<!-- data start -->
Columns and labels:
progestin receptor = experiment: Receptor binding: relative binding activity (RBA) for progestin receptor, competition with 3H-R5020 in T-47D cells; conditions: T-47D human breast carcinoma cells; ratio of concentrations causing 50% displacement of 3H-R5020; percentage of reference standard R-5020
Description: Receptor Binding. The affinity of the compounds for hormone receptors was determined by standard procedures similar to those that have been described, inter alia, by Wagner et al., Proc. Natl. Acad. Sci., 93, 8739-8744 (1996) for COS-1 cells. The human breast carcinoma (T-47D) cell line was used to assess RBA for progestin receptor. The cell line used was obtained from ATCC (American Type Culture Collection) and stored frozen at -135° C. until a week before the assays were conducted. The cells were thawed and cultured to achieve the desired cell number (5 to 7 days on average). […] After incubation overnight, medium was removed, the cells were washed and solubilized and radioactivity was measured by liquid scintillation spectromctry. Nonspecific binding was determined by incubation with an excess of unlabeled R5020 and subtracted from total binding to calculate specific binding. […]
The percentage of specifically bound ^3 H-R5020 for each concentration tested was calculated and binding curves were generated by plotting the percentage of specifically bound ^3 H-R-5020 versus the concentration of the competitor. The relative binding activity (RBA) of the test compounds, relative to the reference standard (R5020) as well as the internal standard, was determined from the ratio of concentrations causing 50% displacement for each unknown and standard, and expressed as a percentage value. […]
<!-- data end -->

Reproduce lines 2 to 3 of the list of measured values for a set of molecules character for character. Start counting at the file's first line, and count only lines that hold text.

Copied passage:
progestin receptor = experiment: Receptor binding: relative binding activity (RBA) for progestin receptor, competition with 3H-R5020 in T-47D cells; conditions: T-47D human breast carcinoma cells; ratio of concentrations causing 50% displacement of 3H-R5020; percentage of reference standard R-5020
Description: Receptor Binding. The affinity of the compounds for hormone receptors was determined by standard procedures similar to those that have been described, inter alia, by Wagner et al., Proc. Natl. Acad. Sci., 93, 8739-8744 (1996) for COS-1 cells. The human breast carcinoma (T-47D) cell line was used to assess RBA for progestin receptor. The cell line used was obtained from ATCC (American Type Culture Collection) and stored frozen at -135° C. until a week before the assays were conducted. The cells were thawed and cultured to achieve the desired cell number (5 to 7 days on average). […] After incubation overnight, medium was removed, the cells were washed and solubilized and radioactivity was measured by liquid scintillation spectromctry. Nonspecific binding was determined by incubation with an excess of unlabeled R5020 and subtracted from total binding to calculate specific binding. […]